Rescanning will allow your converter box to then "see" the new digital channel 13 signal at channel 13 instead of it's present (but temporary) location at channel 33. And because we are installing the very latest, technologically-advanced digital transmitter and antenna, those of you who've had reception problems should see a very clean digital picture! Not only that, but our coverage area should mimick or even surpass the coverage area we had with our old analog signal.
That's why we're advising everyone that asks "what should I do...buy a new antenna?" we say 'no'. Your rabbit ears or antenna configuration you're now using should work just fine once all the work is completed. Just be patient. We realize it's difficult to do without a portion of our daily programming but it will all be back soon with an even better picture, quality sound and great reception. If I were you, I wouldn't invest in a higher priced antenna or TV set just yet. Once all the new equipment goes on line we'll then deal with any reception problems there may be.
For those who wonder about signal patterns and which antenna may work best for your location I found a great website that takes all this into consideration. It's called AntennaWeb.org.
The incredible thing about this website is that it allows you to input your home address and it will display a map indicating all the digital TV signals you should be able to view. It also helps with the kind of antenna you should purchase and which way you need to point your antenna for best reception for the stations you wish to receive.
In this example, I submitted the location of the WBKO studios on Russellville Road in Bowling Green. When the actual map comes up, you're able to click on it (just not this one displayed) and move it around to best suit your needs or to better show the actual location of your home. You may want to double-check the map that displays because it doesn't always pinpoint your home address right off. Feel free to move the map around until you're sure it is centered where you live.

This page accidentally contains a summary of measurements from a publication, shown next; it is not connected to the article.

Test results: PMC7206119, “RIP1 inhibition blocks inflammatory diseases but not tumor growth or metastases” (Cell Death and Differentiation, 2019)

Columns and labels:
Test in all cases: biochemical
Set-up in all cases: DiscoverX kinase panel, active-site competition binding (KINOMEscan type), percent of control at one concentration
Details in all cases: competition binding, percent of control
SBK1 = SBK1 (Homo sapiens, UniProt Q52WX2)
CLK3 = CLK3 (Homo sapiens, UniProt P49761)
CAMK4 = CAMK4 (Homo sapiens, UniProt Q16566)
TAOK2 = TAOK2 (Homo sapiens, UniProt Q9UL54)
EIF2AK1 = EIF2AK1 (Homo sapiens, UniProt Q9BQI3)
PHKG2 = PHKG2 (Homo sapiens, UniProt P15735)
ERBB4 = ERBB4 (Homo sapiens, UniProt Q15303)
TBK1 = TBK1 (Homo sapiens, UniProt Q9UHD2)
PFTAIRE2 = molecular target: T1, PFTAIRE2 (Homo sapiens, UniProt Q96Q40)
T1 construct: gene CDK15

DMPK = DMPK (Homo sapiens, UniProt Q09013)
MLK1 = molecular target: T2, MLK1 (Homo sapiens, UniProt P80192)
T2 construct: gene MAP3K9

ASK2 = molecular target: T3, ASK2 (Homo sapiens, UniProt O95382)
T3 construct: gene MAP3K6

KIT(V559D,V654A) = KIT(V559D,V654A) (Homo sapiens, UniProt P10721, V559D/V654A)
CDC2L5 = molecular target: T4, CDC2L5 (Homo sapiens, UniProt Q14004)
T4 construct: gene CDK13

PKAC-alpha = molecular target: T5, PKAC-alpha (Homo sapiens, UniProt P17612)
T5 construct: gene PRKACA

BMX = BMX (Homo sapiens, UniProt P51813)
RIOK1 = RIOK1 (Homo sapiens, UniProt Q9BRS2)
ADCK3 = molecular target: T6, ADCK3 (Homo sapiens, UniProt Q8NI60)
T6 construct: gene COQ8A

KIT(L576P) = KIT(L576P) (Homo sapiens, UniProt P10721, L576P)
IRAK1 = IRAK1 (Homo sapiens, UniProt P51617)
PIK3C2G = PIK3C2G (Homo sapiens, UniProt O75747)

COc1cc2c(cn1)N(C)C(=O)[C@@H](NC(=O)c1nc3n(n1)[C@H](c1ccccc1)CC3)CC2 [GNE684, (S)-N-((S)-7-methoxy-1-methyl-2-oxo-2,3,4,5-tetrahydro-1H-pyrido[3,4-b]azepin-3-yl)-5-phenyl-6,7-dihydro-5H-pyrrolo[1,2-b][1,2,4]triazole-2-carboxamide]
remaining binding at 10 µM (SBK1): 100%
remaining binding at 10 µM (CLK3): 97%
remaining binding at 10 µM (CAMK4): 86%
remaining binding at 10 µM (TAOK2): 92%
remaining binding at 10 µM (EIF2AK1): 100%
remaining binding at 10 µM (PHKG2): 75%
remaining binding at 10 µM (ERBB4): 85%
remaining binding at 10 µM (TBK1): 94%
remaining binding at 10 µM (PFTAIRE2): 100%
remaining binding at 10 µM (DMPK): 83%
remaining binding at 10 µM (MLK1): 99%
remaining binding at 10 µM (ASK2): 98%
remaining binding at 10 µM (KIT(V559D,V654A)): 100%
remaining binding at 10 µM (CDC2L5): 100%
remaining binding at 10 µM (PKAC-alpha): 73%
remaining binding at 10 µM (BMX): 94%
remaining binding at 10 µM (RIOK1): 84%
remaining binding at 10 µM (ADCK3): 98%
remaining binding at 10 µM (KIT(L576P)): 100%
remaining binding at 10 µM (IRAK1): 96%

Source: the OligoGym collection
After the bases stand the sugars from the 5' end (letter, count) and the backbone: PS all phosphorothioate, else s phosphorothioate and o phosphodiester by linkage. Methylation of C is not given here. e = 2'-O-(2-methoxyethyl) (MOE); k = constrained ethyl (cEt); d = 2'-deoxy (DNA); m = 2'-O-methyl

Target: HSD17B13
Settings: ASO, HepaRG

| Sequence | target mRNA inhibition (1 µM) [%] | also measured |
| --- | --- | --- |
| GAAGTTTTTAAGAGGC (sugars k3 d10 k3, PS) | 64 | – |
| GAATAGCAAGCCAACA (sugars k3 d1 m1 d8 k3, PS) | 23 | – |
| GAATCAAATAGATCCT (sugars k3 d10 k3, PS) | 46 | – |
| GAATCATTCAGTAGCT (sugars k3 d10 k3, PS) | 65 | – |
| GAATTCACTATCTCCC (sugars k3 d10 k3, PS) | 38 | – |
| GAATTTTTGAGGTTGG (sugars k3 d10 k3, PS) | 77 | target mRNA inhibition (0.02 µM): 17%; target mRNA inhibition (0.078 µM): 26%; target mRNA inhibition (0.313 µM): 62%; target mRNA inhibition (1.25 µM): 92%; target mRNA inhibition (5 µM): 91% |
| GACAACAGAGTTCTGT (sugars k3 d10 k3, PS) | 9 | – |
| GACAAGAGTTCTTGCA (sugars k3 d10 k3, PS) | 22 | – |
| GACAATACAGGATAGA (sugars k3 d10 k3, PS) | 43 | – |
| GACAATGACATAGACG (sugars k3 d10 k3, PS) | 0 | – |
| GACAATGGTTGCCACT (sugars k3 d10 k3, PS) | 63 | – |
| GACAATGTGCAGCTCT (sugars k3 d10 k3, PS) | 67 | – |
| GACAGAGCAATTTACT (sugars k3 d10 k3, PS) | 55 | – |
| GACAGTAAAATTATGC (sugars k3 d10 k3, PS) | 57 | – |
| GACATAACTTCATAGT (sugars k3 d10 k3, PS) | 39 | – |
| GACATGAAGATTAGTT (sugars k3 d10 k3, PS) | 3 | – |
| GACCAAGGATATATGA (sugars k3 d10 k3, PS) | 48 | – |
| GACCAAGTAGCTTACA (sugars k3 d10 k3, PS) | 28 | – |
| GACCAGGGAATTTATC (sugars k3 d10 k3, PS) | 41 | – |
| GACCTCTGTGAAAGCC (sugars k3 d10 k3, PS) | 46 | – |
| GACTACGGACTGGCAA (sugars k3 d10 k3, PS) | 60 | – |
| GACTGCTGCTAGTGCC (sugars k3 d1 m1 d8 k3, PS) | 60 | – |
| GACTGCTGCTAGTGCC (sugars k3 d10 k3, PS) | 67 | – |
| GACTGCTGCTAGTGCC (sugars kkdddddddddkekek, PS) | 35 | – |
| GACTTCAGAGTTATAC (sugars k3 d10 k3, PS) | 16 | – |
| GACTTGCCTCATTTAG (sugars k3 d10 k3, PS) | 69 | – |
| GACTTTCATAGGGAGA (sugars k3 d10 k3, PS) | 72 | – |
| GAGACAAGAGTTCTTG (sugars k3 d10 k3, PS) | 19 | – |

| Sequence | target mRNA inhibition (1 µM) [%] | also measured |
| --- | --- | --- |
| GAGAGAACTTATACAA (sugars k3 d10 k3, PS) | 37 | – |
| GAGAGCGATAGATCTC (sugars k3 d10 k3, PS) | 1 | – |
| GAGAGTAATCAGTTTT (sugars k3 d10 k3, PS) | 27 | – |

In this example, any TV hooked up to a converter box at our station should be able to receive good reception from digital channels from four areas depending on the direction the antenna is pointed.
If my antenna is pointed in the direction of "A" or northeast of my location, the webpage from AntennaWeb.org tells me I should receive digital channels 13.1, 13.2, 13.3 and 24.1.
If I turn my antenna more toward the east ("B" in the example), I should be able to receive digital channel 40.1. If I want to see more of the Nashville stations, I would then need to move my antenna more toward example "C" which points more southwest.
When you go to this website and input your own information, a map like the one above and a list of available signals to your house will appear. This will give you a better idea of the kind of antenna you may need and which way to point it to get the best reception. Again...my recommendation is to wait until after December 22nd before purchasing new antennas for your residence. Our new transmitter and antenna at our tower site should improve everyones reception of WBKO.
So, give this a try. I think you'll find this website a real benefit to enhance your digital TV viewing experience.
Remember, should you continue to have questions about DTV and WBKO's transition to digital, please do not hesitate to either call us at 270-781-1313 (Monday through Friday 8am - 5pm) or send us an e-mail to firstname.lastname@example.org.